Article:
Scandinavian History
Burials & Grave Goods
Bolin, Hans, ‘The Absence of Gender’, Current Swedish
discusses the definitions of male and female graves and
Jørgensen, Lars, ‘Family Burial Practices and Inheritance Systems: The Development of an
Iron age Society Form 500 BC to AD 1000 on Bornholm, Denmark’, Acta Archaeologica, 58
(1987), 17-53 [UL T 468.b.1.50] – studies the graves in Bornholm in order to evaluate their social and
economical status. The findings indicate the existence of a system of inheritance as late as the Late Roman
Iron Age (c. AD 175-375).
Næss, Jenny-Rita, ‘Some Reflections on the Study of Burial Customs in Norway’, Norwegian
Archaeological Review, 4 (1972), 23-7 [UL/NF6 P592.b.11.2] – presents the attitude of Norwegian
archaeology towards the analysis of graves.
Ringstedt, Nils, ‘The Birka Chamber-Graves, Economical and Social Aspects: A
Quantitative Analysis’, Current Swedish Archaeology, 5 (1997), 127-46 [UL P595.b.1.13] –
investigating the chamber-graves found in Birka (Sweden), Ringstedt concludes that they were built for the
wealthy belonging to different social strata.
Solberg, Bergljot, ‘Social Status in the Merovingian and Viking Periods in Norway from
Archaeological and Historical Sources’, Norwegian Archaeological Review, 18 (1985), 61-76
[UL/NF6 P592.b.11.9] – investigating several grave finds from the Merovingian and Viking periods,
Solberg discovers three groups of people, which may indicate the existence of a stratified society.
Myhre, Bjorn, ‘The Royal Cemetery at Borre, Vestfold: A Norwegian centre in a European
periphery’, in The Age of Sutton Hoo, ed. by Martin O. H. Carver (Woodbridge: Boydell
Press, 1992), pp. 301-13 [UL/NF3 477:7.c.95.34] – analyses the cemetery and grave goods in Borre
and discuss them within a North European perspective.
Andersson, Gunnar, ‘A Struggle for Control: Reflections on the Change of Religion in a
Rural Context in the Eastern Mälaren Valley’, in Visions of the Past: Trends and Traditions in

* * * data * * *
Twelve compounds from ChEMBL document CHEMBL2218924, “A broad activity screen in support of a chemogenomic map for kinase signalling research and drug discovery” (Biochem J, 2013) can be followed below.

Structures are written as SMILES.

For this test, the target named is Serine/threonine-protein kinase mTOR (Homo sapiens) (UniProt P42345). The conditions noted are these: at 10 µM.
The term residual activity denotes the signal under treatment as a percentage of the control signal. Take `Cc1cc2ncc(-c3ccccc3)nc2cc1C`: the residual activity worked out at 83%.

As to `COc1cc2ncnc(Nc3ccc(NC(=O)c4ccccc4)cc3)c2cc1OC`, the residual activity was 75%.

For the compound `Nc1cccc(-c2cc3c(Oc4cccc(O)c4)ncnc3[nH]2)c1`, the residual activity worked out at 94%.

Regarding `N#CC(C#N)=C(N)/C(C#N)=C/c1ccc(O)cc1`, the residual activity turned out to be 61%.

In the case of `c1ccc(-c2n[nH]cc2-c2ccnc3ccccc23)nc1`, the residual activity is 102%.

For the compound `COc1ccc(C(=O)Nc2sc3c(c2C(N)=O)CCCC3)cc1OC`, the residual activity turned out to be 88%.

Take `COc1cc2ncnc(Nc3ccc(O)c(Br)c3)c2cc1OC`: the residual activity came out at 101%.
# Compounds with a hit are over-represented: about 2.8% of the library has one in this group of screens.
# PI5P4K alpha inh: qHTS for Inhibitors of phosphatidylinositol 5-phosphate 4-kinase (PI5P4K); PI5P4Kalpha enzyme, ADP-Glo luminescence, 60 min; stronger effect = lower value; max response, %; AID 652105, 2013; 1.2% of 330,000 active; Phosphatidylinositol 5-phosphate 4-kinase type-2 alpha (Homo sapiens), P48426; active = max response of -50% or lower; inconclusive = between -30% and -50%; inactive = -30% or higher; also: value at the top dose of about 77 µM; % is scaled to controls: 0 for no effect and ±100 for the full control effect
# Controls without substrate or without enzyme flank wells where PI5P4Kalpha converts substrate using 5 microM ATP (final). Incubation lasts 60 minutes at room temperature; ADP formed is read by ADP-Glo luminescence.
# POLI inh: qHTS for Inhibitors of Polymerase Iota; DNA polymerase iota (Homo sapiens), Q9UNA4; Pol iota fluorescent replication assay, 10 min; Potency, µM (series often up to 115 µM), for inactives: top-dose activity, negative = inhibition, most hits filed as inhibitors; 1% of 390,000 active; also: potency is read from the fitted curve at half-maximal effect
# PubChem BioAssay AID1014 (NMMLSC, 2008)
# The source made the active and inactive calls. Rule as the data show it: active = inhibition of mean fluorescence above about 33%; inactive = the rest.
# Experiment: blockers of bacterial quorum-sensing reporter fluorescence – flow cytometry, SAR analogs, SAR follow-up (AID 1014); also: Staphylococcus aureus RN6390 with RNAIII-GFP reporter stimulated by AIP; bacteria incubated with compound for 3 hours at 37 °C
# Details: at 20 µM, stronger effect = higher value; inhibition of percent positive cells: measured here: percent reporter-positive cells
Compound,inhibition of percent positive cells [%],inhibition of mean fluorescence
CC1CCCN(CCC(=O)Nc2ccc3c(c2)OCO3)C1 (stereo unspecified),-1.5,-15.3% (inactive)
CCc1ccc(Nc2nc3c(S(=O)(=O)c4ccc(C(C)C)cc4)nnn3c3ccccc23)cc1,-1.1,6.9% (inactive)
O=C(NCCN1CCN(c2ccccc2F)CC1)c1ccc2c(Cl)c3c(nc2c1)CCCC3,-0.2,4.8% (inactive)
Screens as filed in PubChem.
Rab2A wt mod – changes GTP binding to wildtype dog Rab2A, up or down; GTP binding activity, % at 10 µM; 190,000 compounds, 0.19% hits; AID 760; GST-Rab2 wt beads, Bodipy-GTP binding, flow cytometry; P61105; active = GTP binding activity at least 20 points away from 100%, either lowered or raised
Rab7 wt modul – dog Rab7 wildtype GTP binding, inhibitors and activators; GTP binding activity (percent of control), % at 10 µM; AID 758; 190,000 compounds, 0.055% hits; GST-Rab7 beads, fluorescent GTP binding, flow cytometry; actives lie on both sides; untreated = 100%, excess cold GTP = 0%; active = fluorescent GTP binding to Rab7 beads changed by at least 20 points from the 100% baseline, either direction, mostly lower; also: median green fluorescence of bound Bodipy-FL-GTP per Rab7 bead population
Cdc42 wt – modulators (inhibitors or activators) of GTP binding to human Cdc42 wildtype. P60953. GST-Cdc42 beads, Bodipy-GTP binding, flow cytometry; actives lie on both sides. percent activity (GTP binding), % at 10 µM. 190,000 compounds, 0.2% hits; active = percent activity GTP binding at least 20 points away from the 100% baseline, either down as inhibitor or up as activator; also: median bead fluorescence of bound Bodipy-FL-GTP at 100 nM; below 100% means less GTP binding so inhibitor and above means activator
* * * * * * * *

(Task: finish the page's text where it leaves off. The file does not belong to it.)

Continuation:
Swedish Medieval Archaeology, ed. by Hans Andersson, Peter Carelli and Lars Ersgård, Lund
Studies in Medieval Archaeology, 19 (Stockholm: Riksantikvarieämbetet, 1997), pp. 353-72
[UL/NF6 596:3.c.95.15] – discusses the problems involved when attempting to define whether a burial
represents Christian or Pagan traditions. These traditions, the archaeological evidence shows, survived
together and one influenced the other.
Gräslund, Anne-Sofie, The Burial Customs: A Study of the Graves on Björkö, Birka, 4
(Stockholm: Almqvist & Wiksell, 1981)
Randsborg, Klavs, ‘Social and Religious Implications of the Burials’, The Viking Age in
Denmark: The Formation of a State (London: Duckworth, 1980), pp. 121-35 [UL/NF6
597:2.b.95.8, UL/Reading Room 9592.c.67]
Scandinavian History
Burial & Grave Goods
Choose any or all of the articles above, which cover several geographical areas and
chronological periods, and discuss what burials and grave goods can tell us about
Scandinavia before and/or during the Viking Age.
You may also choose to discuss the subject from a theoretical perspective. For instance,
taking Næss’s articles as a starting point, you could discuss how burial and grave goods are
used in archaeological/historical research; or, using two or more articles, you can compare
their authors’ methods of investigation. For instance, you can discuss Jørgensen’s definition
of female and male graves in the light of Bolin’s article.